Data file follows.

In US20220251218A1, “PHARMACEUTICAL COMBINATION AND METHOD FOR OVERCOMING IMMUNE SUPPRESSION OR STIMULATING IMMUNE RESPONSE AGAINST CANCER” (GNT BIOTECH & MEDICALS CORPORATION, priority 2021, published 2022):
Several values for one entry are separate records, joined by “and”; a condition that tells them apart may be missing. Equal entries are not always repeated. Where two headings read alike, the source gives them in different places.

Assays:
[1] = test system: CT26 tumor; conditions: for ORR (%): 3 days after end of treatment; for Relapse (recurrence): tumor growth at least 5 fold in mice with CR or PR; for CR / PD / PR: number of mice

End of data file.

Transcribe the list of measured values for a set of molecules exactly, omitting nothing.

In US20220251218A1, “PHARMACEUTICAL COMBINATION AND METHOD FOR OVERCOMING IMMUNE SUPPRESSION OR STIMULATING IMMUNE RESPONSE AGAINST CANCER” (GNT BIOTECH & MEDICALS CORPORATION, priority 2021, published 2022):
Several values for one entry are separate records, joined by “and”; a condition that tells them apart may be missing. Equal entries are not always repeated. Where two headings read alike, the source gives them in different places.

Assays:
[1] = test system: CT26 tumor; conditions: for ORR (%): 3 days after end of treatment; for Relapse (recurrence): tumor growth at least 5 fold in mice with CR or PR; for CR / PD / PR: number of mice